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Ray Manzarek dies at 74; the Doors' keyboardist

EntertainmentMusicThe Doors (music group)ObituariesMusic IndustryJim MorrisonRock and Roll Hall of Fame and Museum

Keyboardist Ray Manzarek, the founding member of the Doors whose piercing electric organ sound defined their career-establishing hit “Light My Fire” and most of the L.A. group’s cornerstone songs, died Monday in Germany after a lengthy battle with bile duct cancer, his publicist said. He was 74.

"I was deeply saddened to hear about the passing of my friend and bandmate Ray Manzarek today," Doors guitarist Robby Krieger said in a statement.  "I'm just glad to have been able to have played Doors songs with him for the last decade.  Ray was a huge part of my life, and I will always miss him."

Manzarek and Jim Morrison decided to form a band built around Morrison’s poetry after they met in Venice, Calif., in 1965, while both were attending film school at UCLA. They brought in drummer John Densmore, who, in turn, introduced them to his friend, guitarist Krieger.

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The Doors charted 15 hit singles on the Billboard Hot 100, also including “Hello, I Love You,” "Touch Me,” “Riders on the Storm” and “People Are Strange,” up through Morrison’s death in 1971 at age 27. All six of the group’s studio albums released during Morrison’s lifetime made the Top 10 of the national sales chart, its biggest hit being “Waiting for the Sun,” which spent four weeks at No. 1 in 1968.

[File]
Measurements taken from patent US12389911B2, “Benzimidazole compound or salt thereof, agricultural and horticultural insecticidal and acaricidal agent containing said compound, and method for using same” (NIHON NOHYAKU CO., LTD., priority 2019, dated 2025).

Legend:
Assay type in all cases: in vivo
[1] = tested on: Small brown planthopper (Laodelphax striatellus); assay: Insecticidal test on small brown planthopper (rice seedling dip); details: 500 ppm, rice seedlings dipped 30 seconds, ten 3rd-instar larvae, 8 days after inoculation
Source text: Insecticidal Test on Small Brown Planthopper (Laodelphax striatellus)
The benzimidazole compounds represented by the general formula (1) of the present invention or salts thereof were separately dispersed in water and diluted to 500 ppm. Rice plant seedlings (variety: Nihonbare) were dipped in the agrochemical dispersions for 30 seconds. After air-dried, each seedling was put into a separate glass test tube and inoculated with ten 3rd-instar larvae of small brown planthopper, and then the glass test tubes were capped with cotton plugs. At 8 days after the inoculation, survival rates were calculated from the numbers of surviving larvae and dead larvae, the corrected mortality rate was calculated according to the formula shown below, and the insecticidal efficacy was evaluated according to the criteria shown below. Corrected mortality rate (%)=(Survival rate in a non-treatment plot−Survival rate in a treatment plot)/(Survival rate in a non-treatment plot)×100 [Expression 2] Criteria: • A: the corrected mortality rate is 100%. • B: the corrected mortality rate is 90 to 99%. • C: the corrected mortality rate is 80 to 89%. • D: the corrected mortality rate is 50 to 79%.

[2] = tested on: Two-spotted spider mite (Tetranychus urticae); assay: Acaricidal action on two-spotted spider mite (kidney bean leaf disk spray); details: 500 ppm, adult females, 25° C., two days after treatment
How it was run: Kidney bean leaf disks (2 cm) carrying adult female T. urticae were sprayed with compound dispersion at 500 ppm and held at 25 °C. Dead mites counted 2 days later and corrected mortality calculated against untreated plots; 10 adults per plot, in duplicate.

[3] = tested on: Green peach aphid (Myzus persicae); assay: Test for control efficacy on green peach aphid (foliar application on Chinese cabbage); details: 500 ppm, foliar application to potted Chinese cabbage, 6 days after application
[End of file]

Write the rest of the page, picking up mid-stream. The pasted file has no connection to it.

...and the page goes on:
"The world of rock 'n' roll lost one of its greats with the passing of Ray Manzarek," said Greg Harris, president and CEO of the Rock and Roll Hall of Fame and Museum in Cleveland, which inducted the Doors in 1993. "Manzarek was instrumental in shaping one of the most influential, controversial and revolutionary groups of the '60s. Such memorable tracks as 'Light My Fire,' 'People are Strange' and 'Hello, I Love You' -- to name but a few -- owe much to Manzarek's innovative playing."

In the 1980s, Manzarek had a strong hand in the emergence of another quintessential Los Angeles band when he produced albums for the punk quartet X.

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In 1991, after Oliver Stone’s film biography of the group came out, Manzarek was openly critical of his portrait of the band. "Oliver Stone has assassinated Jim Morrison," he said at the time. "The film portrays Jim as a a violent, drunken fool. That wasn't Jim. When I walked out of the movie, I thought, 'Geez, who is that jerk?' "

Manzarek and Krieger resumed touring over the past dozen years, playing Doors music with other singers and drummers, which contributed to a lawsuit by Densmore against Manzarek and Krieger to stop them from touring under the Doors name. Densmore eventually won the suit.

Manzarek is survived by his wife, Dorothy, brothers Rick and James Manczarek, son Pablo Manzarek, Pablo's wife, Sharmin, and their three children. Funeral arrangements are pending.

A full obituary will appear in Tuesday’s Los Angeles Times.

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EntertainmentMusicThe Doors (music group)ObituariesMusic IndustryJim MorrisonRock and Roll Hall of Fame and Museum
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